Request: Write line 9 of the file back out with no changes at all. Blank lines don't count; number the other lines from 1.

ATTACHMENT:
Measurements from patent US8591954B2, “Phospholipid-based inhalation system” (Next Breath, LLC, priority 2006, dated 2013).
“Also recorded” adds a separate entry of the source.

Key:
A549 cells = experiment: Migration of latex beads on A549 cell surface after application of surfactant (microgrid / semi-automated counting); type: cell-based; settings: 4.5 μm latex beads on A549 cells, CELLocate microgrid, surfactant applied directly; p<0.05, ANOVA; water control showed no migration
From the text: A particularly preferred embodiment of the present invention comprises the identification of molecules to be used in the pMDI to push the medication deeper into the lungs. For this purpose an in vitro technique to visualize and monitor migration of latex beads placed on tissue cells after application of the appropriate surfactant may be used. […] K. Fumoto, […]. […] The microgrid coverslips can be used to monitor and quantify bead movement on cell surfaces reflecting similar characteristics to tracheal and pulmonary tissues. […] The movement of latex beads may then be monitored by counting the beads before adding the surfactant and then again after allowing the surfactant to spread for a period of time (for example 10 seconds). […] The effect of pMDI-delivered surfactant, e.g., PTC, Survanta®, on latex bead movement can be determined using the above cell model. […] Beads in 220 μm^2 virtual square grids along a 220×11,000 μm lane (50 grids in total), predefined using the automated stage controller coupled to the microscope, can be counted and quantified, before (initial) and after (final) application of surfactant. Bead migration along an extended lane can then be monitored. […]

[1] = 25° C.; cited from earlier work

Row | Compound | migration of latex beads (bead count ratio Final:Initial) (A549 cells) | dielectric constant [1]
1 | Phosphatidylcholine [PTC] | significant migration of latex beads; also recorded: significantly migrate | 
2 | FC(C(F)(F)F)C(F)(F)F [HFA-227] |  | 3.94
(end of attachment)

2 | FC(C(F)(F)F)C(F)(F)F [HFA-227] |  | 3.94